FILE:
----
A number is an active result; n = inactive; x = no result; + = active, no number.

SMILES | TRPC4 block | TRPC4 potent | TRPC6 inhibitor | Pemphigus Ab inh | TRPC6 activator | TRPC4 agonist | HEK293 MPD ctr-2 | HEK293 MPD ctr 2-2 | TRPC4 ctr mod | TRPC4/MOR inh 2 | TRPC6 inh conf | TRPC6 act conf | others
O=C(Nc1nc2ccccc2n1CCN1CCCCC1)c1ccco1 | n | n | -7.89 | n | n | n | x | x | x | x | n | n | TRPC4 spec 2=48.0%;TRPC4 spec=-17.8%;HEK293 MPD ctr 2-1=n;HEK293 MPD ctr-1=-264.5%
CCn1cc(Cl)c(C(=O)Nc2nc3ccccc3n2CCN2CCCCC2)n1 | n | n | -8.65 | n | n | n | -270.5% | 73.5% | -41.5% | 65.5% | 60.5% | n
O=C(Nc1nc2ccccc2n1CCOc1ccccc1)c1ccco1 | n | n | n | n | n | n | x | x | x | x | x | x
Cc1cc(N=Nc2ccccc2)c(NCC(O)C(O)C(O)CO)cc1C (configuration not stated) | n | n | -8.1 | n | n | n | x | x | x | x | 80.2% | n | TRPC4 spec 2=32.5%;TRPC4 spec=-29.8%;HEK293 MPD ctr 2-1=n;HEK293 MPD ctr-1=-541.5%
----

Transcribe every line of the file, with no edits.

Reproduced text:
A number is an active result; n = inactive; x = no result; + = active, no number.

SMILES | TRPC4 block | TRPC4 potent | TRPC6 inhibitor | Pemphigus Ab inh | TRPC6 activator | TRPC4 agonist | HEK293 MPD ctr-2 | HEK293 MPD ctr 2-2 | TRPC4 ctr mod | TRPC4/MOR inh 2 | TRPC6 inh conf | TRPC6 act conf | others
O=C(Nc1nc2ccccc2n1CCN1CCCCC1)c1ccco1 | n | n | -7.89 | n | n | n | x | x | x | x | n | n | TRPC4 spec 2=48.0%;TRPC4 spec=-17.8%;HEK293 MPD ctr 2-1=n;HEK293 MPD ctr-1=-264.5%
CCn1cc(Cl)c(C(=O)Nc2nc3ccccc3n2CCN2CCCCC2)n1 | n | n | -8.65 | n | n | n | -270.5% | 73.5% | -41.5% | 65.5% | 60.5% | n
O=C(Nc1nc2ccccc2n1CCOc1ccccc1)c1ccco1 | n | n | n | n | n | n | x | x | x | x | x | x
Cc1cc(N=Nc2ccccc2)c(NCC(O)C(O)C(O)CO)cc1C (configuration not stated) | n | n | -8.1 | n | n | n | x | x | x | x | 80.2% | n | TRPC4 spec 2=32.5%;TRPC4 spec=-29.8%;HEK293 MPD ctr 2-1=n;HEK293 MPD ctr-1=-541.5%